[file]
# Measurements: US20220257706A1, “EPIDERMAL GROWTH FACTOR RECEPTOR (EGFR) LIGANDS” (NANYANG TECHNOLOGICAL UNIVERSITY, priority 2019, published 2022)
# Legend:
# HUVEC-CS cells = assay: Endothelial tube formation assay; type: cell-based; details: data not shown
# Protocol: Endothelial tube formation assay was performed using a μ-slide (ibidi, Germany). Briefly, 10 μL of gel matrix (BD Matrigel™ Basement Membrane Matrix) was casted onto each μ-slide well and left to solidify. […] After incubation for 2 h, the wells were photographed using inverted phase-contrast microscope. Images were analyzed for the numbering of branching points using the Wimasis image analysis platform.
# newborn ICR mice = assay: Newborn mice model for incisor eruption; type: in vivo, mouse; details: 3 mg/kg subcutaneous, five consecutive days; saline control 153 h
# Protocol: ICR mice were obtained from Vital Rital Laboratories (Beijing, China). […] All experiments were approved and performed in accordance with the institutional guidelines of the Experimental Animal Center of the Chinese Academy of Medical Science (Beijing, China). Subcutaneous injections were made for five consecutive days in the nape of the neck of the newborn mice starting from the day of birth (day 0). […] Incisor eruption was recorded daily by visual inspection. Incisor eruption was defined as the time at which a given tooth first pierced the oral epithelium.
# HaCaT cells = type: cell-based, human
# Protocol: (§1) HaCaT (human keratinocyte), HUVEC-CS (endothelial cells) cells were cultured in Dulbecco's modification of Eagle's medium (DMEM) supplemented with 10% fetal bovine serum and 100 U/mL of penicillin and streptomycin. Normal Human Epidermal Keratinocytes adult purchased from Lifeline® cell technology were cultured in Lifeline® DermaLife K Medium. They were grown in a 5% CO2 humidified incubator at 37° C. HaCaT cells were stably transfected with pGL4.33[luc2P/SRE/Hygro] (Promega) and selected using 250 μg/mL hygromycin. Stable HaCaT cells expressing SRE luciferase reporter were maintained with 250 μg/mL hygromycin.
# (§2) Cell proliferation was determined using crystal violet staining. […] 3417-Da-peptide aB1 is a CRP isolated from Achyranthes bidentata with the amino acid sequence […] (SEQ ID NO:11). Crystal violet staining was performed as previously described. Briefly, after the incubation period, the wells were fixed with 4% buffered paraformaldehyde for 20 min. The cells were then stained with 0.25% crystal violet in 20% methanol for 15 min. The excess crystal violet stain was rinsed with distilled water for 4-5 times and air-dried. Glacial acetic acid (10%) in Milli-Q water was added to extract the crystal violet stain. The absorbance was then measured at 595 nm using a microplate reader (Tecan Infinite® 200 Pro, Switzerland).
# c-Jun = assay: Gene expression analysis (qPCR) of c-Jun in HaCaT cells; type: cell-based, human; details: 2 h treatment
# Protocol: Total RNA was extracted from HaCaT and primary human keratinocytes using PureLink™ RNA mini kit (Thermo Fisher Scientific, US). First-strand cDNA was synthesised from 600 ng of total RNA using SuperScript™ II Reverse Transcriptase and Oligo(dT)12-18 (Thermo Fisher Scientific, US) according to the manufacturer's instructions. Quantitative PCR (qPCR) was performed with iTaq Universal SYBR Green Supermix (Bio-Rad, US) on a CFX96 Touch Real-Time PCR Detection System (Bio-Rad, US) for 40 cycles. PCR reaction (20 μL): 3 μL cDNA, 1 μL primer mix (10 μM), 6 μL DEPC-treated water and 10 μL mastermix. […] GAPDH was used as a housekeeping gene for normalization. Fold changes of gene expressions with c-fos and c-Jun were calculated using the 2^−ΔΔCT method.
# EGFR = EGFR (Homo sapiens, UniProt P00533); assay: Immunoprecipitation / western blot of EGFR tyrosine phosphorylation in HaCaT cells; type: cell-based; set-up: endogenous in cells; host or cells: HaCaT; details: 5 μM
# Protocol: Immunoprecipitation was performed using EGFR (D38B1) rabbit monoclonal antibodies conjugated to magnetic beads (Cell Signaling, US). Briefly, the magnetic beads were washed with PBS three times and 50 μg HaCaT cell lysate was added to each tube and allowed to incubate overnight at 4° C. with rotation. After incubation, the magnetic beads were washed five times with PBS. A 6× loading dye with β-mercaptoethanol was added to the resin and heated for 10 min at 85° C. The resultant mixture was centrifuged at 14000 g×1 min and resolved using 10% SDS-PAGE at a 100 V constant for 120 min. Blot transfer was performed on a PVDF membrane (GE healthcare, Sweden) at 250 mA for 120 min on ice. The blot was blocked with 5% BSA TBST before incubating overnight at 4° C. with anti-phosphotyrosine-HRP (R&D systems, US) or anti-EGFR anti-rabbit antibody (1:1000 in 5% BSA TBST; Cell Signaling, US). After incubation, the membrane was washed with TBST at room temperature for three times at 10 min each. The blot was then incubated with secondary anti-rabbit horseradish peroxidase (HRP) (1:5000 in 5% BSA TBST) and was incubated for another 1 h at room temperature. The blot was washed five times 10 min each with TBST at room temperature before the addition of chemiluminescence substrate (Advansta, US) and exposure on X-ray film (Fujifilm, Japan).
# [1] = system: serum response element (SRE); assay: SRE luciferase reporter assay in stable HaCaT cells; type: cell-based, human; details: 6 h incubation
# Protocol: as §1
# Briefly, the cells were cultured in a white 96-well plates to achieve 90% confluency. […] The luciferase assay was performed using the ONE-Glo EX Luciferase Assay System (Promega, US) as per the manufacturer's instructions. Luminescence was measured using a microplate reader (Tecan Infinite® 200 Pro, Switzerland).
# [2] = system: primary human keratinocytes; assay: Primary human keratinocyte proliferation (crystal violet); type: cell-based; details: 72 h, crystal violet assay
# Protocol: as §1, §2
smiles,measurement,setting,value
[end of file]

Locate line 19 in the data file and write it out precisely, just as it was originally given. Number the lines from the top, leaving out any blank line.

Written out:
smiles,measurement,setting,value